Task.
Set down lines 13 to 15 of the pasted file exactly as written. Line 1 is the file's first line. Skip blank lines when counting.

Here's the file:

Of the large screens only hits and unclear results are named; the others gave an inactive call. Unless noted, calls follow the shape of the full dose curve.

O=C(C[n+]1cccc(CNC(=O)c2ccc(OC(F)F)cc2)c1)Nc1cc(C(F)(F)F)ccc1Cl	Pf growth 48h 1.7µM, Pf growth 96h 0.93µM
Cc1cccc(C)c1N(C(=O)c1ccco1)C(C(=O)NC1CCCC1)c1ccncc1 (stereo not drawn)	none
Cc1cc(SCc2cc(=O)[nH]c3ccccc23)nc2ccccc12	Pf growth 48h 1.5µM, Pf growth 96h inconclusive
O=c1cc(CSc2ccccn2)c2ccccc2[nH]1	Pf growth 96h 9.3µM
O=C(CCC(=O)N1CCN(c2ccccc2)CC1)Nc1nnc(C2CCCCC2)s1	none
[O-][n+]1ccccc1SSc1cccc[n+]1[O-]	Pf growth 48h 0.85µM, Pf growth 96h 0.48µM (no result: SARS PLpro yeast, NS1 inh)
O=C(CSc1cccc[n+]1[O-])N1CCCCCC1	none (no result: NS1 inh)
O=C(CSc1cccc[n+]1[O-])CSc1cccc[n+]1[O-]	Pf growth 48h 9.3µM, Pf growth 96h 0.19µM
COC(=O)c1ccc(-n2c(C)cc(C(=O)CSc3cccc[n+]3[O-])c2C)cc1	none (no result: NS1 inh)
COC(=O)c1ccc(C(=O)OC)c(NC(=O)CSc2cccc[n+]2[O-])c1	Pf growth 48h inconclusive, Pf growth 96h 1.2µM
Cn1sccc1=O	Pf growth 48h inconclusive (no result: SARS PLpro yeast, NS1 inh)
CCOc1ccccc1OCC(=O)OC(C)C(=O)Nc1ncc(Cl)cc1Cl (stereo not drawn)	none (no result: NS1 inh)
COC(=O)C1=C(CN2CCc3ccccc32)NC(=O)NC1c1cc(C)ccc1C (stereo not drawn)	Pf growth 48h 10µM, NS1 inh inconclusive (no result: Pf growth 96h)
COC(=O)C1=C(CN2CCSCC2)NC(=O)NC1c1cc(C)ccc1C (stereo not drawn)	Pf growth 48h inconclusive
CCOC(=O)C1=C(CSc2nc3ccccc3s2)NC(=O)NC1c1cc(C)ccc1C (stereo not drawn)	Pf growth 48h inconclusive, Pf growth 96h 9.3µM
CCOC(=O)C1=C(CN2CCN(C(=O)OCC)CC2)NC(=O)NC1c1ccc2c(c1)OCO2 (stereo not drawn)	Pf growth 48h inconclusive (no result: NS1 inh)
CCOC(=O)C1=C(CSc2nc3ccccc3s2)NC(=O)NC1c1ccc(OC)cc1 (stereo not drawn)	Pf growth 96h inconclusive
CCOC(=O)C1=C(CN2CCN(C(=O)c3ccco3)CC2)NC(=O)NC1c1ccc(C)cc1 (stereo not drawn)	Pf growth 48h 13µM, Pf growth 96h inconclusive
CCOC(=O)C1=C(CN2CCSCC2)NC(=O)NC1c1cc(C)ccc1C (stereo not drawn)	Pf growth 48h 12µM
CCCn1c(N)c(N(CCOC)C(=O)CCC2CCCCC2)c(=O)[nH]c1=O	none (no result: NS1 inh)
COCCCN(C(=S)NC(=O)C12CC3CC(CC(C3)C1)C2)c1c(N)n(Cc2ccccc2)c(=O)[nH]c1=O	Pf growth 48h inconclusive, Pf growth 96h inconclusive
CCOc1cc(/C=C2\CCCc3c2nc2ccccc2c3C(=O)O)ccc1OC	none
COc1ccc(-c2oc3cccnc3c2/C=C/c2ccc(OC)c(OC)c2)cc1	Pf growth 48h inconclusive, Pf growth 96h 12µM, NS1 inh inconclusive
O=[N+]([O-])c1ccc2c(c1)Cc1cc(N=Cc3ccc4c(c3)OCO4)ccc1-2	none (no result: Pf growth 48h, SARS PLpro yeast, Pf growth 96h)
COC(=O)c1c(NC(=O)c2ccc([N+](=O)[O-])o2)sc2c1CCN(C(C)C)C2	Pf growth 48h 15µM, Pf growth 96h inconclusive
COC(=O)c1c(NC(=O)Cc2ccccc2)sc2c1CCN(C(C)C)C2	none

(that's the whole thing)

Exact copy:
CCOc1ccccc1OCC(=O)OC(C)C(=O)Nc1ncc(Cl)cc1Cl (stereo not drawn)	none (no result: NS1 inh)
COC(=O)C1=C(CN2CCc3ccccc32)NC(=O)NC1c1cc(C)ccc1C (stereo not drawn)	Pf growth 48h 10µM, NS1 inh inconclusive (no result: Pf growth 96h)
COC(=O)C1=C(CN2CCSCC2)NC(=O)NC1c1cc(C)ccc1C (stereo not drawn)	Pf growth 48h inconclusive